This is a follow-up to her first post about her gay son Ben who committed suicide.
I have a lot of questions and many of them do have an “edge” to them. How could anyone that identifies themself as a follower of the example of Jesus, feel he has the right to belittle, shame, reject and judge another? How could any person who believes that God individually designed and created each of us, reject the art of the Father? Does that person believe, as the Bible story tells us, that God looked over his work and was so very pleased? Sometimes my questions become more analytical such as: Is there a primal need for the ego to belong to a perceived superior group? Does the ego delight in dehumanizing another group just to feed itself? Is this the dark side of us humans? Is the basis of prejudice and judgment fear and insecurity? Is judgment, rejection and hate just the popular thing within an individual's social circle? (This question reminds me of Dr. Seuss' book Star Belly-Sneetches!) How many of us who hold up hate signs have ever read the teachings of Jesus? -STOP- I ground myself and remember, every human being has a story. Every person on this earth has life experiences that precede this particular moment in time. My life path has prepared and nurtured me to love; I am privileged. If any of us begin to feel self- righteous or as if we have it all figured out, then we too are playing out the same role as those other’s prejudice we hope to challenge. I/we must stay kind and compassionate while never giving up. While we create ripples of change, we can do so with the understanding that each person has a story of their own.
This is part of my story. More often than not, I can empathize and see the good in others. I am just natured to be drawn to those who are different than me. I really do love the diversity. People fascinate me and I love that some of the wisest people that I have ever known have had the lowest IQs. This part of myself is not, however, something I can take credit for. I am grateful for the influences of my childhood. Please know that I am not implying that my family was without struggles, but the values that I was taught have made the path for compassion easy for me. I really was raised with The Golden Rule, The Good Samaritan and we really did sing Jesus loves the Little Children, ALL the Little Children of the World. Each one of us has been influenced by values, the scene, the others in our life, the earlier generation that influenced those in our lives and our life experiences.
I was sharing my thoughts, about how much easier it is for some of us than others, with a friend of mine. She told me about a quote by Cory Booker of NJ. His father told him, "Boy, don't you walk around here like you hit a triple." “You were born on third base." He spoke of all of those who came before him, making the way for his opportunity. This is true and meaningful for those of us who were taught respect, honor and love. We were put on third!
Growing up in a time with an emphasis on racial injustices, I remember my mother saying to “be kind to everyone” and that “no one chose the skin that they were born into. On the inside, we are all of the same.” When I was about 10, I have clear memories of going with my father, a white pastor, several miles in the opposite direction of our destination, to a gas stations owned by a black man. He wanted to set an example of acceptance and the extra effort was worth the statement in the 1970s.
Our parsonage home was across the street from the church and on a residential road with a sidewalk on one side. About five or six houses up the street lived Annie Pearl. She taught me to break off a geranium stem at just the right place so that we could root it to become a new plant. We had many geraniums! She also taught me how to crochet knit caps (we call toboggans here in the South). I had way too many toboggans! Although Annie Pearl had Intellectual/Developmental Disability, she lived on her own and worked at the biscuit factory. I loved her and she was my friend. To the right of Annie Pearl lived Miss Irene. She was in her eighties and she was my friend. To the left side of Annie Pearl lived a young man with Muscular Dystrophy. At High School, he was treated like a rock star, and he drove his electric wheelchair around the neighborhood. He had the best smile and was brilliant. I respected him and he was my friend. Across the street, lived Emma. She was in the profound range of intellectual disability with severe cerebral palsy. Her elderly mother provided for her every need. She lifted and carried Emma from room to room to position her so that she could see out of the windows. The devotion was beautiful and Emma’s mother’s heart was full.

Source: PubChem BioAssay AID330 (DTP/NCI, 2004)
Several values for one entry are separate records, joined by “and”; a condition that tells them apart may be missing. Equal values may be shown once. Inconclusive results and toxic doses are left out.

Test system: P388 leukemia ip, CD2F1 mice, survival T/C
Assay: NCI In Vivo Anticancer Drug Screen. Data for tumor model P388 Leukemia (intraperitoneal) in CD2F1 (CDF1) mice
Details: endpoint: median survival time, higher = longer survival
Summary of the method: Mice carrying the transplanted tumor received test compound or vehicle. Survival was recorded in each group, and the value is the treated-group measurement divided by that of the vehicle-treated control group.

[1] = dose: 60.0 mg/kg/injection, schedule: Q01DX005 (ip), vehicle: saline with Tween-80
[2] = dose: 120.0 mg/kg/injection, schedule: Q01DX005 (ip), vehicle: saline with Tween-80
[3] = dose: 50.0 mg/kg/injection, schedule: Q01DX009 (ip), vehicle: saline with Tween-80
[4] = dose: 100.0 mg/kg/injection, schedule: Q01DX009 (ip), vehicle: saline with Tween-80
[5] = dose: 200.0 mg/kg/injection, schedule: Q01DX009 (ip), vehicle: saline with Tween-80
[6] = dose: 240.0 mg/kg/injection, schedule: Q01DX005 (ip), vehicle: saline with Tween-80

One of my dearest and best friends was gay. No one ever really acknowledged it, but we all just knew. I haven’t seen him in years but I will always treasure him. There were also several of my family members with same sex life partners. Never was there a lack of acceptance, judgment or condemnation. There was no big explanation, nor was it hidden, it just was not a negative issue. I am so very lucky to have had these influences.
I was seated in a childhood filled with diversity, honoring of diversity and social justice. Just now, looking back, I can see how my life choices mirror the experiences that I had as a child. So much of who I am is because of the love that was demonstrated and taught to me. Acceptance has not been my struggle. Sharing life’s journey with someone different than me, is not my struggle. My struggles in the earth school just happen to be different ones.
Now consider the personwho was born into an environment that criticized, judged and modeled hate? The family or community culture may have had a rigid belief system that was not based on love. Insecurity may have forced a false belief that by belonging to a particular group they would be acceptable by their group/culture. This belief system may have been woven into the very identity and criteria for belongingness into their family. I would think that acceptance of self, if LGBT, or acceptance of others, would be so much more of a mountain to overcome. Compare that experience to mine. Wow, look at the difference! Many people with a more judgmental background have experienced the shift. They have done the work to crawl right over that mountain of ugliness to a new vantage point of love. They deserve credit!